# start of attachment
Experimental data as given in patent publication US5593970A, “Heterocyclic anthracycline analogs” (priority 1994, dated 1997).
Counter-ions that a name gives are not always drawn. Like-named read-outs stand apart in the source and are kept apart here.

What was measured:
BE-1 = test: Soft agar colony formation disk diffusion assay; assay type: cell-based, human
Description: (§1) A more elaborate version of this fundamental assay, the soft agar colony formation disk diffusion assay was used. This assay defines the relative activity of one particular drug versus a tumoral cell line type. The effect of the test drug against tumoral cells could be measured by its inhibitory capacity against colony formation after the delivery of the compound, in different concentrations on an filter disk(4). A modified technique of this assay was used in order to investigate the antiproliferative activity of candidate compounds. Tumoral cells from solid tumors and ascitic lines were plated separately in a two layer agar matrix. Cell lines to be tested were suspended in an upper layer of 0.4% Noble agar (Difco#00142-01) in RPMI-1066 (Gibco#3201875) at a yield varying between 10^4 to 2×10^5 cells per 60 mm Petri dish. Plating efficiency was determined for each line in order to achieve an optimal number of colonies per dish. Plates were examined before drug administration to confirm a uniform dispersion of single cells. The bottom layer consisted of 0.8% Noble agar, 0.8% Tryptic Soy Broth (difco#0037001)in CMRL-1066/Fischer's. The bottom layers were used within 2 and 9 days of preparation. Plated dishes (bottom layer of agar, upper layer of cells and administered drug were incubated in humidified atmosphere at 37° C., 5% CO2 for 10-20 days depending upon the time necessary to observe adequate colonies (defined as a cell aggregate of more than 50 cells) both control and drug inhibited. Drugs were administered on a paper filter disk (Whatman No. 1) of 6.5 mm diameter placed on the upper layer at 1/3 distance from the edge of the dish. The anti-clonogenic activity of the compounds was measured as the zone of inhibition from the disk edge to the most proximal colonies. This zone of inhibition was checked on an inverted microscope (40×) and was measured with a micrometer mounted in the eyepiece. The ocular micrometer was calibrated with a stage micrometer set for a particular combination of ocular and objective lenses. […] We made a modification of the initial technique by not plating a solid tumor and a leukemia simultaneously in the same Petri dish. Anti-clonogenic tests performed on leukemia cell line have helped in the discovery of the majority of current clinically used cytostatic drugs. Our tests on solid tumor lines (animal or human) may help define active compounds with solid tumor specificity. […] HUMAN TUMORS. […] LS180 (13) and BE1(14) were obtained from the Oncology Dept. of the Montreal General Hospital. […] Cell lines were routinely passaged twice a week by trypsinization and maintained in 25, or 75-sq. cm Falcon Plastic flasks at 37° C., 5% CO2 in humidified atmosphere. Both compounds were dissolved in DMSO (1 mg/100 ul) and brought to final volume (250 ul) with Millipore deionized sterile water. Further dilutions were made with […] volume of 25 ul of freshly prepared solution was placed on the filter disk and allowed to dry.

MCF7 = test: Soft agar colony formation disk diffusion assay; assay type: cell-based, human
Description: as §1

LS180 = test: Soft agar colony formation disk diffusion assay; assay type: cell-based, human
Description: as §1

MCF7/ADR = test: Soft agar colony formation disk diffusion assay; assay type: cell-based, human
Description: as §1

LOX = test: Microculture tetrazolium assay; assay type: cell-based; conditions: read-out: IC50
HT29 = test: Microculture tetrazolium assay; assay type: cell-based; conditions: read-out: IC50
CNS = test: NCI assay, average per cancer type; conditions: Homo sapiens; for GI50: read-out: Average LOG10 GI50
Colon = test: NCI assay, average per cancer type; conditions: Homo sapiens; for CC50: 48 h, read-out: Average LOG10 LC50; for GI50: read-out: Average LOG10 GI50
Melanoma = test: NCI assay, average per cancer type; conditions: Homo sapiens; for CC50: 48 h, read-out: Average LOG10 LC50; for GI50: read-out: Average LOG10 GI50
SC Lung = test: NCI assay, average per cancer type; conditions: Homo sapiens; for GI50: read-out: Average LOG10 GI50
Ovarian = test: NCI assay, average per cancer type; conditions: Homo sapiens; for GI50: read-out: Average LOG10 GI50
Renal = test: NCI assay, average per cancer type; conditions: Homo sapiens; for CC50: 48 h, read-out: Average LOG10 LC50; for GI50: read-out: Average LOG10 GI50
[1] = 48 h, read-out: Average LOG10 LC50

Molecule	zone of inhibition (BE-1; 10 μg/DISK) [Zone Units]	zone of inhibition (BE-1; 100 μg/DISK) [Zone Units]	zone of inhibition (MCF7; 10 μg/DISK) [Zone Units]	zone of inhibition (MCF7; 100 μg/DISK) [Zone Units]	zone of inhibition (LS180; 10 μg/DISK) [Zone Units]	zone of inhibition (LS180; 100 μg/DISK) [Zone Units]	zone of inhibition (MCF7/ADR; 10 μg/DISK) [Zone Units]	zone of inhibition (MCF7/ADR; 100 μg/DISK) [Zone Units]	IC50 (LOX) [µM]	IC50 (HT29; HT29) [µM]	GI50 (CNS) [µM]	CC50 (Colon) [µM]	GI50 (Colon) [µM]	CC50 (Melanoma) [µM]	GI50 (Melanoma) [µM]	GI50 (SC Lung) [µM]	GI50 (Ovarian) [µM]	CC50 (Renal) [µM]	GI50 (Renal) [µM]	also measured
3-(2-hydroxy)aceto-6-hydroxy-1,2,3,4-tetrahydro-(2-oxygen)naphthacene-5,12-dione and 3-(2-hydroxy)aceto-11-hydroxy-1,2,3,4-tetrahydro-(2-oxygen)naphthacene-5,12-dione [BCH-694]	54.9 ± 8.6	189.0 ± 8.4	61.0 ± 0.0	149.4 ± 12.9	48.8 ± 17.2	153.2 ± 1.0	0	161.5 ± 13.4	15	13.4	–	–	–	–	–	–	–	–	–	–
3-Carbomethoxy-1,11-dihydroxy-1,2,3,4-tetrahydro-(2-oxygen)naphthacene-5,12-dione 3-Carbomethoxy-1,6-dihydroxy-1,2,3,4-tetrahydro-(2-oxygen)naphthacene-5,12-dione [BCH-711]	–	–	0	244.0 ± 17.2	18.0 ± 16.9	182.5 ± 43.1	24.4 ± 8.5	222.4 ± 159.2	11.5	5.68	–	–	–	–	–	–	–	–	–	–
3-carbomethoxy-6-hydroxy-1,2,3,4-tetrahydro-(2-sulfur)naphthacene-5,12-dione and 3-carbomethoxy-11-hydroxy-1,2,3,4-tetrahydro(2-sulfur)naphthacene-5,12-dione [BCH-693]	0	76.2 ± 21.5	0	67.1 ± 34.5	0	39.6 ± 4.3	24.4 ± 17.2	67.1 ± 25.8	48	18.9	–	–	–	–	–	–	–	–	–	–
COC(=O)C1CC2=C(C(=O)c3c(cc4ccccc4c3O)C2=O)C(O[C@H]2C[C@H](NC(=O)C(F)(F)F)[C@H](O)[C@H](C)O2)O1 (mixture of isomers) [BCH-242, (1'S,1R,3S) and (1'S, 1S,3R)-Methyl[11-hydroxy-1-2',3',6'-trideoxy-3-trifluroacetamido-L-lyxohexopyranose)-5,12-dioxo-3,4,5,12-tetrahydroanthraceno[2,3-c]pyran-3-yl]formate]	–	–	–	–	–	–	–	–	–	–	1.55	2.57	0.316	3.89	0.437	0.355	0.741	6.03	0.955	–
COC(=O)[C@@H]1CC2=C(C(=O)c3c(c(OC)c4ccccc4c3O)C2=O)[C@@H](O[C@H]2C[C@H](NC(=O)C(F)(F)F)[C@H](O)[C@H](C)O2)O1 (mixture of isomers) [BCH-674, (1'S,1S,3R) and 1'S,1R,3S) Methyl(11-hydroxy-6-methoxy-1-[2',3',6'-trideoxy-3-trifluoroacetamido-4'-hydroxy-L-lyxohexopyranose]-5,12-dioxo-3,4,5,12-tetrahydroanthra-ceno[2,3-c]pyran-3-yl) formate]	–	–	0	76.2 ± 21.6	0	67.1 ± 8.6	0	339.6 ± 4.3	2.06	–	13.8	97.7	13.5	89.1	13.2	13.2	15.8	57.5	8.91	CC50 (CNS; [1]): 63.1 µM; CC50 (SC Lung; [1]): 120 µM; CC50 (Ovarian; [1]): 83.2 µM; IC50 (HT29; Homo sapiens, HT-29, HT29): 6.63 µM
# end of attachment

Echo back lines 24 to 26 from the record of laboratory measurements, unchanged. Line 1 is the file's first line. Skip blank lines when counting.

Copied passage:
3-carbomethoxy-6-hydroxy-1,2,3,4-tetrahydro-(2-sulfur)naphthacene-5,12-dione and 3-carbomethoxy-11-hydroxy-1,2,3,4-tetrahydro(2-sulfur)naphthacene-5,12-dione [BCH-693]	0	76.2 ± 21.5	0	67.1 ± 34.5	0	39.6 ± 4.3	24.4 ± 17.2	67.1 ± 25.8	48	18.9	–	–	–	–	–	–	–	–	–	–
COC(=O)C1CC2=C(C(=O)c3c(cc4ccccc4c3O)C2=O)C(O[C@H]2C[C@H](NC(=O)C(F)(F)F)[C@H](O)[C@H](C)O2)O1 (mixture of isomers) [BCH-242, (1'S,1R,3S) and (1'S, 1S,3R)-Methyl[11-hydroxy-1-2',3',6'-trideoxy-3-trifluroacetamido-L-lyxohexopyranose)-5,12-dioxo-3,4,5,12-tetrahydroanthraceno[2,3-c]pyran-3-yl]formate]	–	–	–	–	–	–	–	–	–	–	1.55	2.57	0.316	3.89	0.437	0.355	0.741	6.03	0.955	–
COC(=O)[C@@H]1CC2=C(C(=O)c3c(c(OC)c4ccccc4c3O)C2=O)[C@@H](O[C@H]2C[C@H](NC(=O)C(F)(F)F)[C@H](O)[C@H](C)O2)O1 (mixture of isomers) [BCH-674, (1'S,1S,3R) and 1'S,1R,3S) Methyl(11-hydroxy-6-methoxy-1-[2',3',6'-trideoxy-3-trifluoroacetamido-4'-hydroxy-L-lyxohexopyranose]-5,12-dioxo-3,4,5,12-tetrahydroanthra-ceno[2,3-c]pyran-3-yl) formate]	–	–	0	76.2 ± 21.6	0	67.1 ± 8.6	0	339.6 ± 4.3	2.06	–	13.8	97.7	13.5	89.1	13.2	13.2	15.8	57.5	8.91	CC50 (CNS; [1]): 63.1 µM; CC50 (SC Lung; [1]): 120 µM; CC50 (Ovarian; [1]): 83.2 µM; IC50 (HT29; Homo sapiens, HT-29, HT29): 6.63 µM